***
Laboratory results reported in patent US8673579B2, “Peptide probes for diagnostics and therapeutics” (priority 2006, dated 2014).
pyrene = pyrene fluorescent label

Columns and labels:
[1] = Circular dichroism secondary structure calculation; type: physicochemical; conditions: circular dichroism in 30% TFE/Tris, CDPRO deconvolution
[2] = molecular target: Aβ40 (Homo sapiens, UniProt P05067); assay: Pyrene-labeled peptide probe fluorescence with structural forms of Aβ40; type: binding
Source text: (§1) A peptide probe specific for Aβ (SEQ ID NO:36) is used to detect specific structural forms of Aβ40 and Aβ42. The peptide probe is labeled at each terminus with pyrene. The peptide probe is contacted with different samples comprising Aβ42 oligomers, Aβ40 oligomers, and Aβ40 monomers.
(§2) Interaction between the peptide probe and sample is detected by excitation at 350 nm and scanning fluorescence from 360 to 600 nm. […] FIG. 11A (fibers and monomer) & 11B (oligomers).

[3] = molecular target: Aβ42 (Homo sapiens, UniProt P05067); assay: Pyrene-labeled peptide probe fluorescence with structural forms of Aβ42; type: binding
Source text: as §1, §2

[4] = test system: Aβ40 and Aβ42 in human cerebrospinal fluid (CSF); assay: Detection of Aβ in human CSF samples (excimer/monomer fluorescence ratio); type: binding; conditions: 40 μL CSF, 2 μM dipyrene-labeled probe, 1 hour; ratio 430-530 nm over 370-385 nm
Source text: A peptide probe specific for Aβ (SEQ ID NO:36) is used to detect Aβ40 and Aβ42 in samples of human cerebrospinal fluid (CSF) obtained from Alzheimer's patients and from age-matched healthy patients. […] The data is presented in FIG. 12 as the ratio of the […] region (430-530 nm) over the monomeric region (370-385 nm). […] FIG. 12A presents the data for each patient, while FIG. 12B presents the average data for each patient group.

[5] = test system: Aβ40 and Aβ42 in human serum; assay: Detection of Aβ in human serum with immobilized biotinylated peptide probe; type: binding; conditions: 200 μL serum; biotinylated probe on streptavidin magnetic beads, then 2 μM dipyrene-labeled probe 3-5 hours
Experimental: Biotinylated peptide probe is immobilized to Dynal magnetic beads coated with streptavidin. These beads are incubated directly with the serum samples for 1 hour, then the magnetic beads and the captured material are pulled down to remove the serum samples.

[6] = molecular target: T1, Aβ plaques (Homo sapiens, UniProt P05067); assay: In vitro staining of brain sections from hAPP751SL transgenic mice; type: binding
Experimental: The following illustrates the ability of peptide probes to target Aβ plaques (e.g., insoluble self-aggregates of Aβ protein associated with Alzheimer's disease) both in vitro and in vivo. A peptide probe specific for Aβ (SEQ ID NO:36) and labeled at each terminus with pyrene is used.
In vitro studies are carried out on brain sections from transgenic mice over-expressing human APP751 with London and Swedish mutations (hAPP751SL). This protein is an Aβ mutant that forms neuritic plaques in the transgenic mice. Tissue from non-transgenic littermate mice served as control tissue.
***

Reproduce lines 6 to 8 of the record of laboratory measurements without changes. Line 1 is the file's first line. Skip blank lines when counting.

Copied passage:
Source text: (§1) A peptide probe specific for Aβ (SEQ ID NO:36) is used to detect specific structural forms of Aβ40 and Aβ42. The peptide probe is labeled at each terminus with pyrene. The peptide probe is contacted with different samples comprising Aβ42 oligomers, Aβ40 oligomers, and Aβ40 monomers.
(§2) Interaction between the peptide probe and sample is detected by excitation at 350 nm and scanning fluorescence from 360 to 600 nm. […] FIG. 11A (fibers and monomer) & 11B (oligomers).

[3] = molecular target: Aβ42 (Homo sapiens, UniProt P05067); assay: Pyrene-labeled peptide probe fluorescence with structural forms of Aβ42; type: binding